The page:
It depends what peoples circumstances are but for many the pain of just not haveing a job or future is real very real.

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I am listening to R5L this evening and obviously they are talking of cuts and they constantly use "The pain we are all going to suffer."

As far as I can tell the schools will still be there, the bins collected (once a week as well), my GP will not suddenly be eaten up by the ground, because the Coalition have stopped the stupid Labour plan of replacing local hospitals with mega factory hospitals miles away so the closure of my local hospital has been cancelled, the police will hopefully become more visible on the street due to paperwork being scrapped.

What other public services do I need?

On the personal money front so vat goes up 2.5%, fuel may be the pain point here but I can just drive slower and walk to the supermarket, if I buy some electrical goods then for every hundred pounds I will pay 2.50 more, seeing as I bought my last TV in 2004, I do not think this is going to bankrupt me. My mobile phone monthly charge has gone up 43p and I am worried how I can pay that massive amount. Then there is 1% on NI so if someone is on 25K that will be 200 a year or 4 pounds a week, well one less pack of fags then.

My guess is that you are too young to remember the last recession.

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Here we go again.

I would like to see the tax income pie being divied up and put to a referendum so the electorate can decide how its spent. The condition would be we cannot spend more than we rake in. Then watch people going from being arm chair whiners are start eating each other alive. We just all need to forget the last 10yrs of magical boom, not just in house prices but in pompous standards of living and salaries none of which had and sound basis or were sustainable.

The cuts have HARDLY BEGUN YET! We are still spending MORE than when Labour were in power.

In 4 yrs time we will look back to 2011 as actually as being one of the better years in this country's history.

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My guess is that you are too young to remember the last recession.

Do you mean the 80's recession or the 90's recession.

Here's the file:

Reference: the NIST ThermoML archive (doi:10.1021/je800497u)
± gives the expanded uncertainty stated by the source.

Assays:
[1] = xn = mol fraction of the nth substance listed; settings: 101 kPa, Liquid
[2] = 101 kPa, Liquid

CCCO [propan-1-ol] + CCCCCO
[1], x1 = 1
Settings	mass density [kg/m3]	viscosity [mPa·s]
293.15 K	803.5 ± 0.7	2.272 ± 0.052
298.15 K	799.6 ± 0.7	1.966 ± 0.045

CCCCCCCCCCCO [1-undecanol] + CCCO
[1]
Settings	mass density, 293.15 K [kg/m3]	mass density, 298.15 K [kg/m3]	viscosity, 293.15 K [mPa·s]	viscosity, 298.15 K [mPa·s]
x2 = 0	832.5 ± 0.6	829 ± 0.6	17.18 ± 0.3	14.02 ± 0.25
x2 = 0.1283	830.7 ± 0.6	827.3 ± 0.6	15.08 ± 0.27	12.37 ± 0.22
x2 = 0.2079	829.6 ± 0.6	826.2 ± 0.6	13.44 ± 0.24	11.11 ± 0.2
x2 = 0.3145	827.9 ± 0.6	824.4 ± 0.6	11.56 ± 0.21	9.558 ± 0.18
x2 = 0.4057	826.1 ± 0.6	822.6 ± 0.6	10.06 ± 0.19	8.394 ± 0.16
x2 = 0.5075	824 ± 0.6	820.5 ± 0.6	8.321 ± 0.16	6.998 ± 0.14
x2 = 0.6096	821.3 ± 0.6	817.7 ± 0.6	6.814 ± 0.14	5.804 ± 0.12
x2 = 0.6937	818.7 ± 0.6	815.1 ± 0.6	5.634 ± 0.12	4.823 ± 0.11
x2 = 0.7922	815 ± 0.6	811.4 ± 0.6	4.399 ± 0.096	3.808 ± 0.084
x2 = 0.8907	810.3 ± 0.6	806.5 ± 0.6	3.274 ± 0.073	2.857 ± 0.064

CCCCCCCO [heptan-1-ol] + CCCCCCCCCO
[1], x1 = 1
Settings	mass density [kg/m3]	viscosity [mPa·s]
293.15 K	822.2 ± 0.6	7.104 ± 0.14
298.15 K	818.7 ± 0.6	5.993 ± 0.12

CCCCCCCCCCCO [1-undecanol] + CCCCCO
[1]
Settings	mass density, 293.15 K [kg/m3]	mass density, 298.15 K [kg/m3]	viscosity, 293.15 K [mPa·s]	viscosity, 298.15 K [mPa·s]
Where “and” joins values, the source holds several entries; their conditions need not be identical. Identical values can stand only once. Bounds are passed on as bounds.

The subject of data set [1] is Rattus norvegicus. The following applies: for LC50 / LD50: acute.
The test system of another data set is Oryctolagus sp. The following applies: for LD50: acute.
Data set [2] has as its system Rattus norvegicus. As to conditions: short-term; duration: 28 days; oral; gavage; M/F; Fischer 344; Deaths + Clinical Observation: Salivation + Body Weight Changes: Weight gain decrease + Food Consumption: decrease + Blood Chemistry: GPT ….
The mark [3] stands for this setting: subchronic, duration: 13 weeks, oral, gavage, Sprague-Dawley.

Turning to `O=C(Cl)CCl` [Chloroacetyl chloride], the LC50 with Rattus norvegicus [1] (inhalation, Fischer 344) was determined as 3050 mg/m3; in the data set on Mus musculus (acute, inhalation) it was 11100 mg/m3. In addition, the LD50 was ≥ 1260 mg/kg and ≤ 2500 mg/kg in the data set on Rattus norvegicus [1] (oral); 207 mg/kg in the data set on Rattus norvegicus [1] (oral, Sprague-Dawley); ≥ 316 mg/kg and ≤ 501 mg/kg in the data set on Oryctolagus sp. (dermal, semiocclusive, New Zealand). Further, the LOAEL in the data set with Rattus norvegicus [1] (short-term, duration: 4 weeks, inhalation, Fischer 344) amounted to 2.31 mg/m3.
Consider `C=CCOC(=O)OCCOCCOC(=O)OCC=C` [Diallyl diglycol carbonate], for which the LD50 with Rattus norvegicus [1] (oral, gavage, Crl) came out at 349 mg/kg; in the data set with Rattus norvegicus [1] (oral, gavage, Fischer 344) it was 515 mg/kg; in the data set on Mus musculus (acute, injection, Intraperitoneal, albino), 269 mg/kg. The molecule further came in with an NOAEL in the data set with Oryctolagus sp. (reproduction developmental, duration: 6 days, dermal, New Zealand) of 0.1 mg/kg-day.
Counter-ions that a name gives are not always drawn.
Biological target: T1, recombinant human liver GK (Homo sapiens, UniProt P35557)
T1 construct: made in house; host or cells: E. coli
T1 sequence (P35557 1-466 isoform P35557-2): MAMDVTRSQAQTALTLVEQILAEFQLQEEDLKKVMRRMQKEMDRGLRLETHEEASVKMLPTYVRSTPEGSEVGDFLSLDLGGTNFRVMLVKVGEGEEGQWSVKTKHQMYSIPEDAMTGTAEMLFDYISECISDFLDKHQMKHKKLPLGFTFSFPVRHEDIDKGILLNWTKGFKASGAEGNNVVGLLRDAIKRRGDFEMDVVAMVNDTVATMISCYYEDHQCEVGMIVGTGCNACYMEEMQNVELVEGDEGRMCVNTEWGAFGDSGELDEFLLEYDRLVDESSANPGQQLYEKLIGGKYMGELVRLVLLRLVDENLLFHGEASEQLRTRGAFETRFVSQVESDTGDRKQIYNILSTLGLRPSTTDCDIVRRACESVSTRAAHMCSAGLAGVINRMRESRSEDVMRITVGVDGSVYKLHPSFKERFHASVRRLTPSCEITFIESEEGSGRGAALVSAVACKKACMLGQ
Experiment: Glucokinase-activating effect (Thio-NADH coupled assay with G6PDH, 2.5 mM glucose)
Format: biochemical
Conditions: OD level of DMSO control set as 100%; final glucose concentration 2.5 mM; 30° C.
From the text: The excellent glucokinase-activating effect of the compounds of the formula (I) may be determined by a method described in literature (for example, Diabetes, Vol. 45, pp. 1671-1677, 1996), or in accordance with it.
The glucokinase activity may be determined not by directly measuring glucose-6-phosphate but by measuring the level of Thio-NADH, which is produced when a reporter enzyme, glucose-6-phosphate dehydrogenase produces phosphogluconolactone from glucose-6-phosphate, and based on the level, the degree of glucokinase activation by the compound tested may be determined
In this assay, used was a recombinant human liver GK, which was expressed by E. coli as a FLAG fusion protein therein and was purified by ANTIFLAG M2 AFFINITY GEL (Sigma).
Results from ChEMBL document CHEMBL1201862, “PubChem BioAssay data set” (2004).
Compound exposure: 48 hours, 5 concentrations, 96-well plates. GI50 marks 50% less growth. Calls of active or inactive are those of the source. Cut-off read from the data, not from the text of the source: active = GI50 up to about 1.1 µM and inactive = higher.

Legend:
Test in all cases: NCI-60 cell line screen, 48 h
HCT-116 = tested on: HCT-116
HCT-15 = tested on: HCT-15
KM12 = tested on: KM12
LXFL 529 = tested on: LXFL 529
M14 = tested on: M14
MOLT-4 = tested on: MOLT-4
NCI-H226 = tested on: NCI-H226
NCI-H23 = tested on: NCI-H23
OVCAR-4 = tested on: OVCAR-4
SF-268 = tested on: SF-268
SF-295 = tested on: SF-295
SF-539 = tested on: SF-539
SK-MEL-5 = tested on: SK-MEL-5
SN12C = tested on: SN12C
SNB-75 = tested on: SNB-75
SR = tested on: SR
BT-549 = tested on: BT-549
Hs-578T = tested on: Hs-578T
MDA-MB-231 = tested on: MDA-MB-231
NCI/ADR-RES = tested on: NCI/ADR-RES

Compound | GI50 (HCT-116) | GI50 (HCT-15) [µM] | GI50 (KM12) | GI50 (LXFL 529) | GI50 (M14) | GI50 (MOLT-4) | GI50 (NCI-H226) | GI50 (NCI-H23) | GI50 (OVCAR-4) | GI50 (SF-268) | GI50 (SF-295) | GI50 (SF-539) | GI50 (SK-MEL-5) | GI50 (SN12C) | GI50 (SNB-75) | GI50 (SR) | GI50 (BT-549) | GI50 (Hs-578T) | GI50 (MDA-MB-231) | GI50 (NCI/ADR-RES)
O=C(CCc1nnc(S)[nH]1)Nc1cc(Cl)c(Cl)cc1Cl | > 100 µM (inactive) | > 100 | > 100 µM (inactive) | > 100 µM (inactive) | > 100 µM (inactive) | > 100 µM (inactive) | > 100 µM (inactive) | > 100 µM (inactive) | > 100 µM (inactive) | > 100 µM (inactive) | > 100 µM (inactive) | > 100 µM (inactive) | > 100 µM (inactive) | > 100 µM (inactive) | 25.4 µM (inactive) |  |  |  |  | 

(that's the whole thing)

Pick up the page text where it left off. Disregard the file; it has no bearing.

No I am not, I was living in Liverpool at the time of the 80's recession this is why I wrote the post. People were just not poor then they were desperate.

This time round we have the state paying massive HB or mortgage payments and if these are paid then the dole can provide the food.

Edited by ralphmalph

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I am listening to R5L this evening and obviously they are talking of cuts and they constantly use "The pain we are all going to suffer."

As far as I can tell the schools will still be there, the bins collected (once a week as well), my GP will not suddenly be eaten up by the ground, because the Coalition have stopped the stupid Labour plan of replacing local hospitals with mega factory hospitals miles away so the closure of my local hospital has been cancelled, the police will hopefully become more visible on the street due to paperwork being scrapped.

What other public services do I need?

Your bins will be emptied, but you'll be sent a monthly bill based on a combination of rubbish weight and how well you sorted it.

Your Doctor will still be there. But as an employed person, if you want to see him, you'll need a debit card.

The hospital will also be open, run by BUPA, with payment details collected on admission.

The police will be perfectly visible, applying fines for minor offences, with fine targets to acheive in order to cover their wages.

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Do you mean the 80's recession or the 90's recession.